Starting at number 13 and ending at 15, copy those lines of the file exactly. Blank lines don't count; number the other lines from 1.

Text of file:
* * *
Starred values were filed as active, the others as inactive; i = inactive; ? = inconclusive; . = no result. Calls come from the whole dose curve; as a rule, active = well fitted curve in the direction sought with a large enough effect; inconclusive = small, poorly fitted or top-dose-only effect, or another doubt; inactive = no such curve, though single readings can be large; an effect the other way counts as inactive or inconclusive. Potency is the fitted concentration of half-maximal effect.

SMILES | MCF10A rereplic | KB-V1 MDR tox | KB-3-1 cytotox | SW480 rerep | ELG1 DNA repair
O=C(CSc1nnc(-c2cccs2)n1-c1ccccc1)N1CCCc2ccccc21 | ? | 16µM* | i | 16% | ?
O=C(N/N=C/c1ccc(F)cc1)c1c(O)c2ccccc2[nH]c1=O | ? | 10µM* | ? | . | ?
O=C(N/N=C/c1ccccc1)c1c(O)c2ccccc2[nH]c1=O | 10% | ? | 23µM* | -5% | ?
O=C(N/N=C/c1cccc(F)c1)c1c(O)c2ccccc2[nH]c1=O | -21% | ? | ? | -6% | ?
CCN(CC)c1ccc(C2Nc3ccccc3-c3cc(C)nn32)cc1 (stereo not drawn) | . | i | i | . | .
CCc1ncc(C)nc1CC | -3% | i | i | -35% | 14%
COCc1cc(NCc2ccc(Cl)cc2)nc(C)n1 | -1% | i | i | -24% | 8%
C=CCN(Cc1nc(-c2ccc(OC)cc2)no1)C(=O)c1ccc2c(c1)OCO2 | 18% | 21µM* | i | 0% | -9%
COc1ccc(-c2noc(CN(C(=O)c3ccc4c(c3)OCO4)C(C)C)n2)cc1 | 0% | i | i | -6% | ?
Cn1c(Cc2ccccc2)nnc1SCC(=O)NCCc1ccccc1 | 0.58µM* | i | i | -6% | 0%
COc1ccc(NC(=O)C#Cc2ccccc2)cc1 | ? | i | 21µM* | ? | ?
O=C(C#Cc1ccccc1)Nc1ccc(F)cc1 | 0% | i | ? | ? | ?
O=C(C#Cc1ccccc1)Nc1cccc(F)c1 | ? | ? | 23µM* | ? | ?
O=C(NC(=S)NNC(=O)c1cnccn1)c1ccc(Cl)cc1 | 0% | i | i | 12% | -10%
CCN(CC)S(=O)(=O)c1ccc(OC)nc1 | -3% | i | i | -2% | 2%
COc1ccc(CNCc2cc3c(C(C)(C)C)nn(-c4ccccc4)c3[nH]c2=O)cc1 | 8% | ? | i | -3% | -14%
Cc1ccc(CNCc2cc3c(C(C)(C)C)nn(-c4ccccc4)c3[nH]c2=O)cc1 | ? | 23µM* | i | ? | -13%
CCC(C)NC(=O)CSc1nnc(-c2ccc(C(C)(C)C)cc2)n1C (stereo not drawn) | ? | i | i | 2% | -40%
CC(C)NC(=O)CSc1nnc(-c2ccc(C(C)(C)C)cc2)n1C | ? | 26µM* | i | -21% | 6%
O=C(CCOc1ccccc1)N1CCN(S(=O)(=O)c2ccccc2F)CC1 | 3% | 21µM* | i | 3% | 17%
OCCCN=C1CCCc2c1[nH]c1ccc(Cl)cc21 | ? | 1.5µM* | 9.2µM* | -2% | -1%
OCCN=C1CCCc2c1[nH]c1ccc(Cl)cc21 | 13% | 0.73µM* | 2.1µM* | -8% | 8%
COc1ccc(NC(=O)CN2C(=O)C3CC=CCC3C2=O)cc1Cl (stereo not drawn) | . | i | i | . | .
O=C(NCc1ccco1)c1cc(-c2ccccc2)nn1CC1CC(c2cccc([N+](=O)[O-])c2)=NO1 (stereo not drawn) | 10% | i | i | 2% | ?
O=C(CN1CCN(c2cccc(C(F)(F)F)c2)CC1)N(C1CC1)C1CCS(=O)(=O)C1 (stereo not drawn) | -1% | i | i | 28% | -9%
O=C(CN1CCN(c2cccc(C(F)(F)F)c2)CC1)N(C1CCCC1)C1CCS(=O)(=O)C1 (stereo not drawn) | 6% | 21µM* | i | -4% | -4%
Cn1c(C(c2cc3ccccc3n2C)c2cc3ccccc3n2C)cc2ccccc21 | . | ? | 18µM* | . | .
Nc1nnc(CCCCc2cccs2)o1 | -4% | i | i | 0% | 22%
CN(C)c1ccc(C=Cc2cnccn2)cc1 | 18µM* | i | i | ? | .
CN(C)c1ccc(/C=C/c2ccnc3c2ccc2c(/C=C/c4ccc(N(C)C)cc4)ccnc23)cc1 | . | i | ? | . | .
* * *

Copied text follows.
COc1ccc(NC(=O)C#Cc2ccccc2)cc1 | ? | i | 21µM* | ? | ?
O=C(C#Cc1ccccc1)Nc1ccc(F)cc1 | 0% | i | ? | ? | ?
O=C(C#Cc1ccccc1)Nc1cccc(F)c1 | ? | ? | 23µM* | ? | ?